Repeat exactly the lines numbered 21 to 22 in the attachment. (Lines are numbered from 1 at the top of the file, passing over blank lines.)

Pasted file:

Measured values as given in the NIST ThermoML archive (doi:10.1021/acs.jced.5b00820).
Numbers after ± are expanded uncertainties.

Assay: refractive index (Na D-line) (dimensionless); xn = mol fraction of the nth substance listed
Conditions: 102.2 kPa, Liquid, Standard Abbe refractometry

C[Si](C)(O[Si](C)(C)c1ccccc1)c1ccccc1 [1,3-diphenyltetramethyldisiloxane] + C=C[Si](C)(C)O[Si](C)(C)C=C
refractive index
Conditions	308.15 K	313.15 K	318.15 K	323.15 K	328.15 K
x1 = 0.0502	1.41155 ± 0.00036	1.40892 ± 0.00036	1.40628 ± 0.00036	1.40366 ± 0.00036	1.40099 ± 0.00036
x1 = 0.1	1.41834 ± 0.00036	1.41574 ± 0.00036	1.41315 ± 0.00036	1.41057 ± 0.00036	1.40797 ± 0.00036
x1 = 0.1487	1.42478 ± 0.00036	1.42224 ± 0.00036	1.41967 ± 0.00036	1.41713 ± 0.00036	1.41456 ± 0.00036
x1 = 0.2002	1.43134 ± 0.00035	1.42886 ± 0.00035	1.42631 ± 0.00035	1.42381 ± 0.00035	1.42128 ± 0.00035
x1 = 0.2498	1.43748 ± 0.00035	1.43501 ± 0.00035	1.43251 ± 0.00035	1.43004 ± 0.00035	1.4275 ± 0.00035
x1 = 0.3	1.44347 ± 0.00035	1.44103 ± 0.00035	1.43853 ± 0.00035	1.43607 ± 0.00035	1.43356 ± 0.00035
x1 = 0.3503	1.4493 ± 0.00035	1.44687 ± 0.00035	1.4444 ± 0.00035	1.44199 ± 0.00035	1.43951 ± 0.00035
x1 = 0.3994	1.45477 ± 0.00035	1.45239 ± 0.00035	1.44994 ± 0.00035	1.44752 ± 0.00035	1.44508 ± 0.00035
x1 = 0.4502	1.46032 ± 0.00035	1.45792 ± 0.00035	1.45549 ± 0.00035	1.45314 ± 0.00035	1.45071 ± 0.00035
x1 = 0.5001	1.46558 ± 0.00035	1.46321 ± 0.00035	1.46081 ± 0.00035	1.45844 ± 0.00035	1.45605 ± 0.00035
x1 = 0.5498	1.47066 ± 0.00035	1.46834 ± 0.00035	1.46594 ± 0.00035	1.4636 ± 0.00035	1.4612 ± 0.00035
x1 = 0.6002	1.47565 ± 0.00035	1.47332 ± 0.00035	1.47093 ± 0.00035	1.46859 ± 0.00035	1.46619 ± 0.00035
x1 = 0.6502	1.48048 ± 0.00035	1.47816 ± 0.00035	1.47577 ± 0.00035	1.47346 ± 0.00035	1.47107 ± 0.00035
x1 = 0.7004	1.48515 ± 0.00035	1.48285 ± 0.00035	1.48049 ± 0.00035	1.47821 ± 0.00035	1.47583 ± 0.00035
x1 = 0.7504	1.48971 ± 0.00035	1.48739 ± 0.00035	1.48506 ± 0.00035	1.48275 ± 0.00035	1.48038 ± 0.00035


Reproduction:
x1 = 0.7004	1.48515 ± 0.00035	1.48285 ± 0.00035	1.48049 ± 0.00035	1.47821 ± 0.00035	1.47583 ± 0.00035
x1 = 0.7504	1.48971 ± 0.00035	1.48739 ± 0.00035	1.48506 ± 0.00035	1.48275 ± 0.00035	1.48038 ± 0.00035